10. Huxley wrote many other books, yet this is his most popular and most enduring. What is it about this book that has captured our imaginations for so long? Are there aspects of it that seem dated?
11. If you read the book earlier in life – say in high school or college – compare the experience of reading it again later on. Does it hold up to a second reading?
12. Talk about Huxley’s use of narrator. Does the fact that Huxley’s vision was impaired for part of his life have any bearing on the way he narrates the story and sets the scenes?
13. Could anything like Brave New World really happen? Has it happened in some form that we don’t fully recognize?
14. Where does Huxley get the title of his book? Clearly explain the significance of the classical allusion.
15. In BNW, Huxley starkly contrasts freedom and high culture with happiness. Is his description of the tensions between these two values accurate, or is it a caricature? Explain.
16. Is Huxley’s satire on Utilitarianism insightful, or is it really aimed at a straw man?

admin answers:

I have not read Brave New World, but there are a number of online study guides, and quite a few other resources on the web that can help you with this question. Most of them have quite a bit of good information. Additionally, many questions have been asked about it here on Yahoo Answers so do a search for it in the Y!A search window and you will get more help. Have a look at these sites, and you should get some help with your work.

Http://www.sparknotes.com/lit/bravenew/

http://www.gradesaver.com/classicnotes/titles/bravenewworld/

http://www.cliffsnotes.com/WileyCDA/LitNote/Brave-New-World.id-45.html

http://www.online-literature.com/aldous_huxley/brave_new_world/

Mandy asks…

Handicap sister entering High School?

Ok so this has been something that has been bothering me for a while now so I’m hoping to ease this by getting some answers?
I have a disabled little sister who is going to be 14 this summer. they categorize her as autistic but its not like she was destined to be that way the only reason she is this way is because my mom is a drug addict and she used heroin while pregnant which resulted in her being this way.
She’s deaf and basically learning impaired. she cant learn sign language because of the way she learns i guess you can consider her a baby in the head. she learns her own way.
She has to be hand fed, she still uses a diaper, she has seizures, she doesn’t really communicate since she cant talk or use sign language.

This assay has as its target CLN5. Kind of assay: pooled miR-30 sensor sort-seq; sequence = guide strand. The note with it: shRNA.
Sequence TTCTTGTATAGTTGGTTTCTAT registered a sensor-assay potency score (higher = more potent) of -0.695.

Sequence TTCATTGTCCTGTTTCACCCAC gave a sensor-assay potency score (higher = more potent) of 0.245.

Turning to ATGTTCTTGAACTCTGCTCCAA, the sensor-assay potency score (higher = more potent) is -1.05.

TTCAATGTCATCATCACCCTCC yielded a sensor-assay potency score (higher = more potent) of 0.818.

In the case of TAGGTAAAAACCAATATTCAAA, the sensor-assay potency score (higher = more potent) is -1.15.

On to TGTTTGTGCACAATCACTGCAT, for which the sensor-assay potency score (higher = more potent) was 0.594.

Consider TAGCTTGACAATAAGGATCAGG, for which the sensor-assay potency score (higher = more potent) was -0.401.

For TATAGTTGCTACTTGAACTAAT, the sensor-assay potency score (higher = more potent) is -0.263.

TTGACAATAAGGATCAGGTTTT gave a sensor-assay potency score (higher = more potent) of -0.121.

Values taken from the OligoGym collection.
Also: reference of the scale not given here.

My point is she is going to be entering high school this fall which is my old high school. but i feel like there should be someplace else she should be going. she wouldn’t benefit from the learning since she doesn’t learn that way. She just likes to play all day lol I’m not comfortable with her going there because I know how the “normal” kids view the special ed kids they tease them and laugh about them in their groups.I’ve seen it while i attended there. I don’t want her going there being teased and laughed and she would just think there playing with her.
My question is are there alternatives for someone like her instead of being forced to go to public high school? We live in San Diego county. If anyone could give me some insight as to what they would be doing with her in school there and how they handle things. I’d really really appreciate it.
Sorry I probably should have added that she is in special ed classes its not like shes in normal classes and my grandmother is our primary caretaker not our mother. It’s the idea of being in that environment is whats bothering me they take the special ed students out for lunch with the rest of the kids and i know how they look and view them. I don’t know, I guess I was hoping there was a different place she could be where they focus on kids with special needs.

admin answers:

Are you over 18 now and graduated from HS?

Does your grandmother understand the special education process or does she just do what the school tells her to do?

There might be alternatives, in my state there are many private school placements.

Many people think going to the local school is best, and a lot of the time it is, but if they don’t have the resources and the environment to provide an appropriate education..it isn’t..

Have they ever tried using PECS (pictures to communicate)?

Are they planning on keeping her in school until age 21? There is no reason why she can’t stay in a middle school 1 more year.

The high school should have a program she can learn from and a class for students with similar needs. If she is the only one in the class with similar needs, it is not an appropriate education unless she has her own aid or teacher most of the day who actually works on ….her educational objectives…the class needs to be life skills, not academic based, although some academics should be included.

STUDENTS WHO WEAR DIAPERS CAN ATTEND PUBLIC SCHOOL!. STUDENTS WITH THIS LEVEL OF DISABILITY CAN ATTEND PUBLIC SCHOOL, if the school has the resources (technically, the school is supposed to bring in the resources, but that is not usually logistically possible).

When a school only has a small class for this type of need, it is logistically difficult to provide an appropriate education…..if there were a few classes it is a better environment…having a whole school centered around their needs can be a very good thing as there are more opportunities for outside the classroom experiences throughout the school that meet their specific needs..

Yes they should be included with non disabled peers at time, but this can still be accomplished in a special needs school with things such as a partnership with a local high school where they meet at least once a week..this can be done during a high school class period at the high school..

There have been some schools that shared a building–a special needs school in one wing, with the ability to interact with the typical school, even send the kids to some typical classes.